Task goal: Find sports teams’ scores (Assume testing is taking place in February. In the United States, baseball is played from April to October. Hockey is played October through April.)

Outdated task: Find out how the Cubs did in their last baseball game.

Improvement: Find out how the Blackhawks did in their last hockey game.

4. Making Tasks Too Simple

If you want to know if people can effectively use charts, graphs, or information on the site, don’t just test if they can navigate to it. Create tasks that make study participants work a bit for the information. Your goal isn’t to make tasks unnecessarily complex, but to give users a realistic task that requires processing, rather than just locating information.

Task goal: Find and use player statistics (Points Per Game is the first item listed in player statistics, sorted from highest to lowest)

Too-easy task: Who scored the most points, averaged across games, in the league?

Improvement: Who scored more points, averaged across games, during the season: Russell Westbrook or LeBron James?

5. Creating an Elaborate Scenario

Some tasks may benefit from a small scenario to give the activity some context. A short description may help study participants understand the reason for such a task or clarify the exact information you would like them to find. You may suggest a genre of music that the participant should investigate, a reason for looking for particular information, or provide a name and address for a purchase. For instance, you may include a detail such as when a gift recipient’s birthday is, to see if users can find a shipping option that will ensure a gift is delivered on time.

Scenarios can be helpful, but be cautious when using them. They are not always necessary. They may add complexity to a task that could be straightforward. They can increase the number of details users must read through and remember. Sometimes such scenarios are used to justify an unusual or abnormal activity. If it takes a long story to explain why a user would want to do an activity, it’s likely not a realistic task to test.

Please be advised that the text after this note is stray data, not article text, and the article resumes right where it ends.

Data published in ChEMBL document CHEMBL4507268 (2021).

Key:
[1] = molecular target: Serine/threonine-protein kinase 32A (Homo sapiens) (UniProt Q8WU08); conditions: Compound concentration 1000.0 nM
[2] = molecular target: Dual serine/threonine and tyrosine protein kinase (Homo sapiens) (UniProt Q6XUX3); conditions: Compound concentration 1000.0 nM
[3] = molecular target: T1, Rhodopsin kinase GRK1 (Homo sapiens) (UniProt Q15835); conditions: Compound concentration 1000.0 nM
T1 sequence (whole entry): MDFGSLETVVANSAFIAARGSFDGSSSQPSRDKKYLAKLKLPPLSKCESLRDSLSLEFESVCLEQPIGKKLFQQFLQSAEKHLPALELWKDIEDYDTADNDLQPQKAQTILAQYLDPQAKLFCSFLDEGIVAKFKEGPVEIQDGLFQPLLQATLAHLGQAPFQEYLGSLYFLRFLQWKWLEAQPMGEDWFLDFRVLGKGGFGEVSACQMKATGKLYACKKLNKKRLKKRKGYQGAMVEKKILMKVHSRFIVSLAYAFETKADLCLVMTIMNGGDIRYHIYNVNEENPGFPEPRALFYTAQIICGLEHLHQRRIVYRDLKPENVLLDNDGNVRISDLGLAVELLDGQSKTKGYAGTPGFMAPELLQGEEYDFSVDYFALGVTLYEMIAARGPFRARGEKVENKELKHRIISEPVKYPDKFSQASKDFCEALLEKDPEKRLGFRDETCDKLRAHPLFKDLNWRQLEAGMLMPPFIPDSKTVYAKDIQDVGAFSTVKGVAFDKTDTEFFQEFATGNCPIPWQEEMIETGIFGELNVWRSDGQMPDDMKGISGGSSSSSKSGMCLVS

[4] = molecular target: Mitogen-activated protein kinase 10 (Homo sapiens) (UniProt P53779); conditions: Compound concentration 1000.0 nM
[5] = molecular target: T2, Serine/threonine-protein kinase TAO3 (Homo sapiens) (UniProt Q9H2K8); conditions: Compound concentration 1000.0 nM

Task goal: Find and use nutritional guidance information

Unnecessary backstory: You are helping babysit your friend’s 3-year-old boy for a week and want to know more about healthy diets for kids. Find out how much grain should be in his diet.

Improvement: Find out how much grain should be in a 3-year-old’s diet.

6. Writing an Ad, not a Task

Don’t let marketing language or internal lingo sneak into tasks. Make sure your tasks don’t include marketing phrases like “exciting new feature,” business phrases like “thinking outside the box,” or mysterious corporate acronyms. Use user-centric language, not maker-centric language. For specialized audiences, it may make sense to use technical terms or audience-specific language, but that is the exception, rather than the rule.

Task goal: Use the new social sharing feature

Promotional wording: Check out the exciting new feature that lets you quickly and easily share articles with colleagues.

Improvement: Send an article to a colleague.

7. Risking an Emotional Reaction